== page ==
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Annular electrodes as PCM solution (Part 1)

Posted: 24 May 2013 ?? ?Print Version ?Bookmark and Share

Keywords:phase change memory? annular electrode? lithography?

A possible advantage is that for the annular device, there will be a flattening of the current density curve for Jb the as they approach the (d =2t) limiting conditions (figure 6, green and brown curves). Figure 6 is a section of the J = f(d) curve extracted from figure 2 for the sub-20-nm diameter devices.

It illustrates what might be possible with thermal coupling effects when the distance between the inside edges of an annulus electrode are less than 20 nm. I have made a best estimate for an annular electrode with a width of 3 nm. A word of caution: This is merely for illustrative purposes; the possibility of lesser or greater gains might be the reality.

There are ways to obtain a more realistic estimate of the value of Jc when the annulus is very thin and the advantages of annular coupling are in play. Consider the annulus as divided into a series of small close-coupled solid-electrode devices having an approximately square electrode with sides equal to the width of the electrode. A 20-nm-diameter device with a 3-nm annulus would provide approximately 18 such devices.

Figure 6: Segment of the J = f(d) curve extracted from figure 2 for sub-20-nm diameter devices shows that thermal coupling may reduce current density requirements.

Now consider such a device in isolation (figure 7). Determining the current density of this device from figures 2 or 6, or from the values provided in [5] would give a value of about 2 x 108 A/cm2. The device in isolation will suffer heat losses from all sides, but when assembled into an annulus, the main source of heat loss will only be from one side. This means that Jc for the annular device will be reduced by a factor of at least two to a value of 1 x 108 A/cm2. If we now calculate the value of Jb that will be approximately 5 x 107 A/cm2 slightly higher than the value obtained from simple geometric calculations from Jc at 20 nm diameter.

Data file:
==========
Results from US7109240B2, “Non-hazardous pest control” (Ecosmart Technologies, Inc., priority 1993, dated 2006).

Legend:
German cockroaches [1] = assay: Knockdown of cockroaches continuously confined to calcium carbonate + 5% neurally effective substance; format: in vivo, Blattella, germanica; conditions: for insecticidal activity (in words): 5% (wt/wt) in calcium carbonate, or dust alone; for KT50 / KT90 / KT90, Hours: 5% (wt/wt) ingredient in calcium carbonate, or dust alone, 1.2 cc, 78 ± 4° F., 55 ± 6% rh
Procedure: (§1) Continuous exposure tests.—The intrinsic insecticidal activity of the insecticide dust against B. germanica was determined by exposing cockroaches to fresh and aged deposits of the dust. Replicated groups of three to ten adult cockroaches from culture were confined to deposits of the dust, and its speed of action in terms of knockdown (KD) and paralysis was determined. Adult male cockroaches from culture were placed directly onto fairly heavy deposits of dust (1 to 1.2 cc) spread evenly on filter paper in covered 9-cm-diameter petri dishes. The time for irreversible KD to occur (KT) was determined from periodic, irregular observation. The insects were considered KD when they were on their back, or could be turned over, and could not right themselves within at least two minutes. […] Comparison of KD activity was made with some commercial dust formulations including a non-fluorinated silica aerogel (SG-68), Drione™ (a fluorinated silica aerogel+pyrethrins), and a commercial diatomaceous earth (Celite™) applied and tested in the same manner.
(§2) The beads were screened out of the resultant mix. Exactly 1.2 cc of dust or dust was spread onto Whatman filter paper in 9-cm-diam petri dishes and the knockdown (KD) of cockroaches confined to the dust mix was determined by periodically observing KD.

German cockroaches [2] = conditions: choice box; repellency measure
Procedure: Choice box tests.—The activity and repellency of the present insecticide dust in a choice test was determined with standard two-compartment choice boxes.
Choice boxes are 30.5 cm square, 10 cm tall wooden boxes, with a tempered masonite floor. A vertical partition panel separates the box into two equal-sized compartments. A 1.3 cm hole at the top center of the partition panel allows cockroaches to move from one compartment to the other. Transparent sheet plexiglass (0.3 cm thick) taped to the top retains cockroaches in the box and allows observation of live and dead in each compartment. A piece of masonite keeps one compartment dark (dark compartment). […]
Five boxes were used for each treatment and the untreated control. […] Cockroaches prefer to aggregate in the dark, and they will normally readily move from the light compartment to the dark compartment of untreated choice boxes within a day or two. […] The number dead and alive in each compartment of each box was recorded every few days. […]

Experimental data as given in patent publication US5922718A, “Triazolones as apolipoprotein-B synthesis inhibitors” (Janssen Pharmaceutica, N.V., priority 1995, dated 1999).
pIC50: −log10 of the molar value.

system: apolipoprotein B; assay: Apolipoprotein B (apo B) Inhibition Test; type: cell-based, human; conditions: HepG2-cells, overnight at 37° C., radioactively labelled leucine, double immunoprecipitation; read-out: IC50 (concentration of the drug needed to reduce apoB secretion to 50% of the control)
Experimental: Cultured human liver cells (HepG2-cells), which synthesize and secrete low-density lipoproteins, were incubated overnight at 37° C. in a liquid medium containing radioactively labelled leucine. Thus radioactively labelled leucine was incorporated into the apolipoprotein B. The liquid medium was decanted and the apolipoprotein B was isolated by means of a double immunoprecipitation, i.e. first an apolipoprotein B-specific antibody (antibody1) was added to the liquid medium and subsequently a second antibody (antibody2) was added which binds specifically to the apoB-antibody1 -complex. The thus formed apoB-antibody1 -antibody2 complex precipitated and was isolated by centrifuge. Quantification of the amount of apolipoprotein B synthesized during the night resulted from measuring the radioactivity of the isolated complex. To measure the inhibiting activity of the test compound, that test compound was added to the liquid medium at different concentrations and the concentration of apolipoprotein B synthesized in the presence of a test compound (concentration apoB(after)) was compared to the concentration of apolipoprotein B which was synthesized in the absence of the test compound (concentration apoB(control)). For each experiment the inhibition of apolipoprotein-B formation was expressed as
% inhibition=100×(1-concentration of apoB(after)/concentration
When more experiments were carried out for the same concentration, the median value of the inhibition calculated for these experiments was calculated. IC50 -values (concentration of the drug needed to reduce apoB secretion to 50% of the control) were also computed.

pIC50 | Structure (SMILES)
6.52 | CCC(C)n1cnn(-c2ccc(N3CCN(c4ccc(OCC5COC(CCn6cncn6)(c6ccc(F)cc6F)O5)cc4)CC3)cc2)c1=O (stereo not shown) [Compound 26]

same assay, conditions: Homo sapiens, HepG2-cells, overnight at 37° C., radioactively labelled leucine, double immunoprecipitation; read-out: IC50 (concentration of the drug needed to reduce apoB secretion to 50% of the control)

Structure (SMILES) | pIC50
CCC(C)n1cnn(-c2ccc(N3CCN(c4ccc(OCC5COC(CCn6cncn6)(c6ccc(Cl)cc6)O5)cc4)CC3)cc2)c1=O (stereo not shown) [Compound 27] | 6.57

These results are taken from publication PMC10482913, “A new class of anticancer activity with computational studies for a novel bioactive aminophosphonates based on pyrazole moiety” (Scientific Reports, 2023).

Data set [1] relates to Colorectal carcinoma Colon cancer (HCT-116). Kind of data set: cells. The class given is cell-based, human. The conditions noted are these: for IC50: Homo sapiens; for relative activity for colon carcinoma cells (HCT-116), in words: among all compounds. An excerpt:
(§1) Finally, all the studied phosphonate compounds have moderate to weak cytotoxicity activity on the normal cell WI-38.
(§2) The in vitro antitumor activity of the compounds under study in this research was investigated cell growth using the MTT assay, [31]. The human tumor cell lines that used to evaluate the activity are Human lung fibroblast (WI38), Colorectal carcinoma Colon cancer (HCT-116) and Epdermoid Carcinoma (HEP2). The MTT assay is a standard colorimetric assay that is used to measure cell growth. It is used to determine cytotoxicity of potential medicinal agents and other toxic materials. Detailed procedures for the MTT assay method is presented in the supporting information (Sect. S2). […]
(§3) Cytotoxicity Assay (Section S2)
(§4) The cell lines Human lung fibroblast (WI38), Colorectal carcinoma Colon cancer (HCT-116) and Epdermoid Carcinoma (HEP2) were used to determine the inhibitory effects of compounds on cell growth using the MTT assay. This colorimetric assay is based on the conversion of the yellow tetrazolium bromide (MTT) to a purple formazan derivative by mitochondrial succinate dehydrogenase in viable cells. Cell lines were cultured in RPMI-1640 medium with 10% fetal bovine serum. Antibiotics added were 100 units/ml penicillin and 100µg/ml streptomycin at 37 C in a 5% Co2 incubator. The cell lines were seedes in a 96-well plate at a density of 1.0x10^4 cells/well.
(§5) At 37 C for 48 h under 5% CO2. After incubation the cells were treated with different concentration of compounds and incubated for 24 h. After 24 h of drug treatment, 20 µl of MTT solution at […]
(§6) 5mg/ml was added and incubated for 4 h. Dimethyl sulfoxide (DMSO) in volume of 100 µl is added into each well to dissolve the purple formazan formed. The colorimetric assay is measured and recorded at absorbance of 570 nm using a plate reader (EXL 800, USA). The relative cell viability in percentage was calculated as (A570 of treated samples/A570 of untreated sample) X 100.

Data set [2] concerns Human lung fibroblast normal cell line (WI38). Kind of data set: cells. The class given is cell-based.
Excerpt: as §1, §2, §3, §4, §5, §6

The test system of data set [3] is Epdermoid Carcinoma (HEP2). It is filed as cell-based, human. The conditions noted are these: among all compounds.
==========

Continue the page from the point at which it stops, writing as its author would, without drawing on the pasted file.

Figure 7: We can model an annular electrode (left) as a series of square electrodes (right). Adjacent device and thermal cross coupling from circular device means heat loss in only one direction.

It will be up to others to provide real numbers based on real devices. My simple first order analysis does not allow one to conclude that the annular electrode will allow PCM a safe route to sub-20-nm devices. This is just the start, though. In part 2 of this article, we will explore whether a newly proposed self-assembly technique might offer a solution to sub-20-nm PCM scaling problems.

References
1. P. Clarke, "IBM, SK Hynix sign phase-change memory deal," Memory Designline, (2012).
2. W. I. Park, B. K. You, et al., "Self-Assembled Incorporation of Modulated Block Copolymer Nanostructures in Phase-Change Memory for Switching Power Reduction," ACS Nano, 7 [3], (2013).
3. J.Y. Wu, M. Breitwisch, et al., "A low power phase change memory using thermally confined TaN/TiN bottom electrode," Proc IEDM 2011, pp43-46 (2011).
4. S H Lee et al., "Highly productive PCRAM technology platform and full chip operation: based on 4F2 (84 nm pitch P cell scheme for 1 Gb and beyond," Proc IEDM 2011, pp47-50 (2011).
5. R. Neale, "PCM Scalability: The Myth (Part 2)," Memory Designline, (2010); R. Neale, "PCM scalabilityMyth or realistic device projection?," Memory Designline, (2010).
6. IEDM 2008 Paper on ring electrodes.

About the author
Ron Neale is the former editor-in-chief of Electronic Engineering. Also, he is the co-author of "Nonvolatile and reprogrammable, the read-mostly memory is here," by R.G.Neale, D.L.Nelson and Gordon E. Moore, Electronics, pp56-60, Sept. 28, 1970.

To download the PDF version of this article, click here.


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